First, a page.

The Groove Tube:
The first film was a very early television parody, featuring (among others) a very young Richard Belzer and and equally young Chevy Chase acting in spoofs of broadcast news, dramas and commercials. Among some of the highlights were The Ko-Ko Show, a children’s program where the clown host asked the adults to leave the room, then responded to viewers’ requests to read sexy bits of novels (like Fanny Hill), and inverse cop show, Dealers. Lowlights included Richard Belzer playing a black prostitute (complete in blackface!). Don’t think I missed that, Belzer! Most surprising was that most of the film was written and directed by, as well as starred Ken Shapiro – surprising in that I have no idea what happened to Ken Shapiro after The Groove Tube, and neither does the internet.
What Waits Below:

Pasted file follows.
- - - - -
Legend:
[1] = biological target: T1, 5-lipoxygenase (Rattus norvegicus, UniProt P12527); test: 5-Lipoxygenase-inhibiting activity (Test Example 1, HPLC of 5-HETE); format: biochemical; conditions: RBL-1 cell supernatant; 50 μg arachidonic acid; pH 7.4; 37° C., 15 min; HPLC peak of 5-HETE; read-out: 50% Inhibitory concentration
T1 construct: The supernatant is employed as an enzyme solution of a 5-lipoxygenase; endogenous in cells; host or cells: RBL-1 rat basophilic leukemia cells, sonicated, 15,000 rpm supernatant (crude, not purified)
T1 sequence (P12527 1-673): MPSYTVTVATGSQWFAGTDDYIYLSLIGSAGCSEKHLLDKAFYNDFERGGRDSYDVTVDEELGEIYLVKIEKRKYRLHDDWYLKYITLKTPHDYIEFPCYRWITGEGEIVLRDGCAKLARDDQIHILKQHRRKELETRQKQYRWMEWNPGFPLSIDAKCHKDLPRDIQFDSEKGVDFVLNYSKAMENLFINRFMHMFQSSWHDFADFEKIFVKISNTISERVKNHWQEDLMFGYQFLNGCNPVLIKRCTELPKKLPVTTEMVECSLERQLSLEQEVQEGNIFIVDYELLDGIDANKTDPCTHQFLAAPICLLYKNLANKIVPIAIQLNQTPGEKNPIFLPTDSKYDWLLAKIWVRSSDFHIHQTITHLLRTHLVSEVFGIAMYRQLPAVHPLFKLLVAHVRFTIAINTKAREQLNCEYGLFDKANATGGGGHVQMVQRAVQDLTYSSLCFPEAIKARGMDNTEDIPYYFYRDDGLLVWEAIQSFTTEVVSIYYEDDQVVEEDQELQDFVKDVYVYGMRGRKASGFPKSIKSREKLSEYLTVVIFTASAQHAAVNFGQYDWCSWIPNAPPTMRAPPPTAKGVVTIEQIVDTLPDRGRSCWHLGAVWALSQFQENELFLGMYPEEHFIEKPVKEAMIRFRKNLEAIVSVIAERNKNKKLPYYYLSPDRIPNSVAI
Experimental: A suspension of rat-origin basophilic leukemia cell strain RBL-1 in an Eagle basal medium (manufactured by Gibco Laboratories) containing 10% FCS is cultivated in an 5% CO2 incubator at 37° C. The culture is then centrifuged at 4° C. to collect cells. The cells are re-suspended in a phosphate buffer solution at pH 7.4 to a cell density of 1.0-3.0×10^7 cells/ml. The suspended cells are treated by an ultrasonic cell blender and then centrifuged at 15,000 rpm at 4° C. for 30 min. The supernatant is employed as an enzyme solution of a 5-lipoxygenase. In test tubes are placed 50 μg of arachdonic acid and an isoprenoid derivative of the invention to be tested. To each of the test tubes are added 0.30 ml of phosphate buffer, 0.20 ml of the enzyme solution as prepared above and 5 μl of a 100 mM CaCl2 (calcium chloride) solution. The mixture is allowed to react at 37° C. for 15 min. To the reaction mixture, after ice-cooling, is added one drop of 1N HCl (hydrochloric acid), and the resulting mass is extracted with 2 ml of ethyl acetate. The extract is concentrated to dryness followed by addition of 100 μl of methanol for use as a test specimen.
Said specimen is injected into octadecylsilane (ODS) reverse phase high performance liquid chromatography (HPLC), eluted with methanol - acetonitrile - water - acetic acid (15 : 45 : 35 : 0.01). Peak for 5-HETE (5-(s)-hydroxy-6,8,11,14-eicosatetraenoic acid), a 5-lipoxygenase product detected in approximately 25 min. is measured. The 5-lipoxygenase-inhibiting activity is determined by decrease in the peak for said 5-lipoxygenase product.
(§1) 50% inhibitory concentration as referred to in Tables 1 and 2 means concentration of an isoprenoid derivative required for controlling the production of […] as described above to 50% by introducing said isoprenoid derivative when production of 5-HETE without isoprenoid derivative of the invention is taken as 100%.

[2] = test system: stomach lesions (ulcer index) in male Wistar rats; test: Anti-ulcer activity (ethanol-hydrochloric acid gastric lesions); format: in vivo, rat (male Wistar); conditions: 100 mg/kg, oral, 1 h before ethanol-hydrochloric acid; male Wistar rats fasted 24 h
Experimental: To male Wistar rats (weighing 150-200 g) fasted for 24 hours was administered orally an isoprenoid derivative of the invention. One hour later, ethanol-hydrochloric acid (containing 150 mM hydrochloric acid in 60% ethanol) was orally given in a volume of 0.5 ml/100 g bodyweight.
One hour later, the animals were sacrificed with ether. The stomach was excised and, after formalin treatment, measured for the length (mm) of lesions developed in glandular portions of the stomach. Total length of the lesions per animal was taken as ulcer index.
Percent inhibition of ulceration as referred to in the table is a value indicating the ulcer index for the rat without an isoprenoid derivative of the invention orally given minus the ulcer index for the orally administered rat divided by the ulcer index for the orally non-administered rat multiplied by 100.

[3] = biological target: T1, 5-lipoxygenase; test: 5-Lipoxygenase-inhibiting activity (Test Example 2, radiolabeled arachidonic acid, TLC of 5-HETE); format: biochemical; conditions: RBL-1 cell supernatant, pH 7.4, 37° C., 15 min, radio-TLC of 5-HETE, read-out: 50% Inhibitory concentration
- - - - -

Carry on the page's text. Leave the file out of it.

I passed on the burritos to view What Waits Below on an empty stomach. During the break, Conflict handed out door prizes – everything from the second season of The Sopranos on VHS to a series of Islamic Prayer wall clocks and (most impressive) a Blue Jays Jell-O mold. What Waits Below was a decent action film about a military group who attempt to plant some sort of transmitter in a never-explored cave in Central America, but find it filled with a race of albino cave dwellers. You might be unsurprised to discover these cave dwellers, who looked like David Bowie in Labyrinth covered in Golden Retriever pelts, were not friendly. Our hero, Wolf (‘As in Lone Wolf?’ / ‘No, as in Wolfson.’ – sample dialogue), owns a bitchin’ leather jacket (I think with an eagle on the back) and gets involved with a bunch of U.S. military and anthropologists, both wanting a remote cave for very different reasons. What follows included the triumphantly delivered line, ‘I don’t give a DAMN ABOUT ANTHROPOLOGY!’